University of Delaware
Office of Public Relations
The Messenger
Vol. 5, No. 3/1996
Research shows beneficial insects, environment suffer from electric traps

     Who would have thought the black lights of the '60s would
come back in the '90s, designed to beckon not flower children but
     Electric insect traps, complete with black lights and
electric grids, have been marketed to consumers who want to keep
their summer evenings free of biting flies, notably mosquitoes.
     The sound of a bug "frying" when hitting the electric trap
may be a satisfying one to a consumer, but it sets Doug Tallamy's
nerves on edge. The UD entomologist says the problem is not just
a false sense of security for consumers-the electric traps do
little to reduce the biting-fly population, he says- but the
impact that the traps have on beneficial insects.
     Tallamy says it's not news to entomologists that most
species of mosquitoes don't respond to black lights and that
certain mosquitoes only bite during the day, anyway. So, what is
getting fried in those traps? Tallamy enlisted the aid of Newark
High School student Tim Frick to find out.
     Over the summer of 1994, the two collected and identified
the kill from electric traps at six sites in suburban Newark,
Del. The results, Tallamy says, disturbed his environmental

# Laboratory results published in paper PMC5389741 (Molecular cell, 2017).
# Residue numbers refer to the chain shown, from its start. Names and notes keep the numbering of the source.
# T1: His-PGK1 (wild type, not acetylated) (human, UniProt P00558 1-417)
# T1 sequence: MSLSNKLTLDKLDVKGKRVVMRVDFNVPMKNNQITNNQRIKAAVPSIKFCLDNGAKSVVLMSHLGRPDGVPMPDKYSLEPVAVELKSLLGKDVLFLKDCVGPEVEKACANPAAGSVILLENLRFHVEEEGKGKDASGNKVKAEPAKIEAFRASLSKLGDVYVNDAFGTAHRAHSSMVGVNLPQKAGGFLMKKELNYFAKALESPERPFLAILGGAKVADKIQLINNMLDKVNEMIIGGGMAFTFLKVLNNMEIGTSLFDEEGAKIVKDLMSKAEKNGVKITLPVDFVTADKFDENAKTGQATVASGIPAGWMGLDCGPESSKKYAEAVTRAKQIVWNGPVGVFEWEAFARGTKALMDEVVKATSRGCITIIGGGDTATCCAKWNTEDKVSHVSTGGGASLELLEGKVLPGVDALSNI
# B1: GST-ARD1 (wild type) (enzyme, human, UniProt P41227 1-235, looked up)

sensibilities and  should disturb those of others, as well.
     Only 31 of the nearly 14,000 electrocuted insects were
biting flies. That's less than a quarter of one percent. Species
from more than 104 nontarget insect families were destroyed.
Almost half of these were aquatic insects-caddisflies and midges.
To the untrained eye, midges look like mosquitoes. But, to a
trained entomologist and a balanced ecosystem, there is a big
     "Midges don't feed on mammalian blood or spread disease,"
Tallamy says, "and, they are an important part of the aquatic
food chain as larvae. Diminishing their population has an effect
on other populations, including the frogs and fish that feed on
them. As adults, the midges also are an important food item for
nesting birds.
     "The manufacturers claim their products kill insects and
they do. Many of the electrocuted insects look like mosquitoes-an
undesirable insect-but they are not mosquitoes," Tallamy says.
     "The heavy toll on nontarget insects and the near absence of
biting flies in catches suggests that electric insect traps are
worthless for biting-fly reduction," Tallamy says, "and probably
are counterproductive to consumers and the larger ecosystem."
                                 -Claire McCabe, Delaware '85M